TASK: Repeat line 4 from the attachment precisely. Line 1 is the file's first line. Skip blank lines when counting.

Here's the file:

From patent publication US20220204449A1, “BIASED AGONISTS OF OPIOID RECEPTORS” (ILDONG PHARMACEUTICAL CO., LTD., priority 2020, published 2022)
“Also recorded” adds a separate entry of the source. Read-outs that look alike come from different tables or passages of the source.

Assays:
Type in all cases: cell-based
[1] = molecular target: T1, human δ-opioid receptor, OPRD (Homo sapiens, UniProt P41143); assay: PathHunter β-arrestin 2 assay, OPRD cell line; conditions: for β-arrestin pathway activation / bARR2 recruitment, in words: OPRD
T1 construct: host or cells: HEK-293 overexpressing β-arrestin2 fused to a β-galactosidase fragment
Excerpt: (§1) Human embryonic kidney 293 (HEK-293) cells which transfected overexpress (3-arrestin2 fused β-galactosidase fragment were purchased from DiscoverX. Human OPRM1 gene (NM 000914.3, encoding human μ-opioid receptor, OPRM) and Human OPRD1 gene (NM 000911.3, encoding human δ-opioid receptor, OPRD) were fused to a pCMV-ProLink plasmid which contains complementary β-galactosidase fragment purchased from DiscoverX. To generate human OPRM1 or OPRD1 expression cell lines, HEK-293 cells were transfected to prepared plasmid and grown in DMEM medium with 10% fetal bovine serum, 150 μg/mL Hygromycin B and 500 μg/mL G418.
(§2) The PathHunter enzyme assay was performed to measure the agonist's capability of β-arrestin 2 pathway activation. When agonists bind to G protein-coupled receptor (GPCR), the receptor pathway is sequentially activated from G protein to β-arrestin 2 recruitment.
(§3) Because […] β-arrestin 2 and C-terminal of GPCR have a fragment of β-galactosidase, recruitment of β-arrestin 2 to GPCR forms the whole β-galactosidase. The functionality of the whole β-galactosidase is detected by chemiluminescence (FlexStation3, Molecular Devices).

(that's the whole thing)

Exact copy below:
Type in all cases: cell-based